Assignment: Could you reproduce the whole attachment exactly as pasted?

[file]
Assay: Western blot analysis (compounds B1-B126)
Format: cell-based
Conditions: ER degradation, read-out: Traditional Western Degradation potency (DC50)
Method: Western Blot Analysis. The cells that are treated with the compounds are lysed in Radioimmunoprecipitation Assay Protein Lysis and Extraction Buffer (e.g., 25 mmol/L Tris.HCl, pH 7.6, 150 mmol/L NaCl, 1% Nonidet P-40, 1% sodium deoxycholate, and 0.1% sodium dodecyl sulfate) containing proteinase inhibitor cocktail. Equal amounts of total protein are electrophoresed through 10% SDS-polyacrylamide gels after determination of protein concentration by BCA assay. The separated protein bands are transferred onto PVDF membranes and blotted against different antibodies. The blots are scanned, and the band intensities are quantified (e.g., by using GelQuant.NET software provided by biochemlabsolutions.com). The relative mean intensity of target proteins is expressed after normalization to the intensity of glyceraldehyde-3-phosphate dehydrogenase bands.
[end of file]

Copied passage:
Assay: Western blot analysis (compounds B1-B126)
Format: cell-based
Conditions: ER degradation, read-out: Traditional Western Degradation potency (DC50)
Method: Western Blot Analysis. The cells that are treated with the compounds are lysed in Radioimmunoprecipitation Assay Protein Lysis and Extraction Buffer (e.g., 25 mmol/L Tris.HCl, pH 7.6, 150 mmol/L NaCl, 1% Nonidet P-40, 1% sodium deoxycholate, and 0.1% sodium dodecyl sulfate) containing proteinase inhibitor cocktail. Equal amounts of total protein are electrophoresed through 10% SDS-polyacrylamide gels after determination of protein concentration by BCA assay. The separated protein bands are transferred onto PVDF membranes and blotted against different antibodies. The blots are scanned, and the band intensities are quantified (e.g., by using GelQuant.NET software provided by biochemlabsolutions.com). The relative mean intensity of target proteins is expressed after normalization to the intensity of glyceraldehyde-3-phosphate dehydrogenase bands.